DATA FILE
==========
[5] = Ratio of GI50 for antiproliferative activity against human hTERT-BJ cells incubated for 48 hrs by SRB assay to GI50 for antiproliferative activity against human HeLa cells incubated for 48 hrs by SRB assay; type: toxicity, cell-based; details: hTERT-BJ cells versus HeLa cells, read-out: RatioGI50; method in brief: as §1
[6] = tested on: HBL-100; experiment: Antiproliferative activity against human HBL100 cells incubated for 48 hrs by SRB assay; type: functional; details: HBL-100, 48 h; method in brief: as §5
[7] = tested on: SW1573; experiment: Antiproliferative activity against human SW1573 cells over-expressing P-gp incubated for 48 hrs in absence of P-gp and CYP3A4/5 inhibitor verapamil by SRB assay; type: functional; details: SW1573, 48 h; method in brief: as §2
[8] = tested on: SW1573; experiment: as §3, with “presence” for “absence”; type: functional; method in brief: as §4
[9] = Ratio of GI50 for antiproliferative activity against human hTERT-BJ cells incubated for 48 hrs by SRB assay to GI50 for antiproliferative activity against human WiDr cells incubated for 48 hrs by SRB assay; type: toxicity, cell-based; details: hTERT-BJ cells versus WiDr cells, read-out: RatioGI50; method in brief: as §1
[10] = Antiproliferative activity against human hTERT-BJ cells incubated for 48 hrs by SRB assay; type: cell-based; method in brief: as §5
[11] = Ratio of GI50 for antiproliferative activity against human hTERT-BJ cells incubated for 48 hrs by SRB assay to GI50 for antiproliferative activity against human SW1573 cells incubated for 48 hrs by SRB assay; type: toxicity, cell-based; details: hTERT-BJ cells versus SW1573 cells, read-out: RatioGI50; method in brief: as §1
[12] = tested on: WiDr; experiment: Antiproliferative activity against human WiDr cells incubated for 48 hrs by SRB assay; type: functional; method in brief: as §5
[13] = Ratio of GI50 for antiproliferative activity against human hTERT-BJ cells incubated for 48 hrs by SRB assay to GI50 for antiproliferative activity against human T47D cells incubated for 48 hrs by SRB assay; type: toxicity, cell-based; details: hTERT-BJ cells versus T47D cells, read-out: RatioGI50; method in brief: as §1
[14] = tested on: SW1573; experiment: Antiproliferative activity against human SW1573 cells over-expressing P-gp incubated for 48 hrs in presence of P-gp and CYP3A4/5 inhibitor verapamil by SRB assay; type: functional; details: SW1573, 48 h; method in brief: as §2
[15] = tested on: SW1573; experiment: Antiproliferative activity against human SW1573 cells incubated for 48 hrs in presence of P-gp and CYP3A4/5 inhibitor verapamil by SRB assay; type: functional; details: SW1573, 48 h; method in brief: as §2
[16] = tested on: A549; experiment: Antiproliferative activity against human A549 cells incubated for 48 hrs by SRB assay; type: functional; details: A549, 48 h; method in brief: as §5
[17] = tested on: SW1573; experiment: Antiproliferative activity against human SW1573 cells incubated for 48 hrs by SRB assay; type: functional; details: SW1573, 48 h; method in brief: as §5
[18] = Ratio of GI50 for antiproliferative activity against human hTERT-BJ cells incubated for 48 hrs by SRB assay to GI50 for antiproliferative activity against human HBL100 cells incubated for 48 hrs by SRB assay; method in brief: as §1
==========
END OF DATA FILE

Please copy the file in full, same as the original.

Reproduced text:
[5] = Ratio of GI50 for antiproliferative activity against human hTERT-BJ cells incubated for 48 hrs by SRB assay to GI50 for antiproliferative activity against human HeLa cells incubated for 48 hrs by SRB assay; type: toxicity, cell-based; details: hTERT-BJ cells versus HeLa cells, read-out: RatioGI50; method in brief: as §1
[6] = tested on: HBL-100; experiment: Antiproliferative activity against human HBL100 cells incubated for 48 hrs by SRB assay; type: functional; details: HBL-100, 48 h; method in brief: as §5
[7] = tested on: SW1573; experiment: Antiproliferative activity against human SW1573 cells over-expressing P-gp incubated for 48 hrs in absence of P-gp and CYP3A4/5 inhibitor verapamil by SRB assay; type: functional; details: SW1573, 48 h; method in brief: as §2
[8] = tested on: SW1573; experiment: as §3, with “presence” for “absence”; type: functional; method in brief: as §4
[9] = Ratio of GI50 for antiproliferative activity against human hTERT-BJ cells incubated for 48 hrs by SRB assay to GI50 for antiproliferative activity against human WiDr cells incubated for 48 hrs by SRB assay; type: toxicity, cell-based; details: hTERT-BJ cells versus WiDr cells, read-out: RatioGI50; method in brief: as §1
[10] = Antiproliferative activity against human hTERT-BJ cells incubated for 48 hrs by SRB assay; type: cell-based; method in brief: as §5
[11] = Ratio of GI50 for antiproliferative activity against human hTERT-BJ cells incubated for 48 hrs by SRB assay to GI50 for antiproliferative activity against human SW1573 cells incubated for 48 hrs by SRB assay; type: toxicity, cell-based; details: hTERT-BJ cells versus SW1573 cells, read-out: RatioGI50; method in brief: as §1
[12] = tested on: WiDr; experiment: Antiproliferative activity against human WiDr cells incubated for 48 hrs by SRB assay; type: functional; method in brief: as §5
[13] = Ratio of GI50 for antiproliferative activity against human hTERT-BJ cells incubated for 48 hrs by SRB assay to GI50 for antiproliferative activity against human T47D cells incubated for 48 hrs by SRB assay; type: toxicity, cell-based; details: hTERT-BJ cells versus T47D cells, read-out: RatioGI50; method in brief: as §1
[14] = tested on: SW1573; experiment: Antiproliferative activity against human SW1573 cells over-expressing P-gp incubated for 48 hrs in presence of P-gp and CYP3A4/5 inhibitor verapamil by SRB assay; type: functional; details: SW1573, 48 h; method in brief: as §2
[15] = tested on: SW1573; experiment: Antiproliferative activity against human SW1573 cells incubated for 48 hrs in presence of P-gp and CYP3A4/5 inhibitor verapamil by SRB assay; type: functional; details: SW1573, 48 h; method in brief: as §2
[16] = tested on: A549; experiment: Antiproliferative activity against human A549 cells incubated for 48 hrs by SRB assay; type: functional; details: A549, 48 h; method in brief: as §5
[17] = tested on: SW1573; experiment: Antiproliferative activity against human SW1573 cells incubated for 48 hrs by SRB assay; type: functional; details: SW1573, 48 h; method in brief: as §5
[18] = Ratio of GI50 for antiproliferative activity against human hTERT-BJ cells incubated for 48 hrs by SRB assay to GI50 for antiproliferative activity against human HBL100 cells incubated for 48 hrs by SRB assay; method in brief: as §1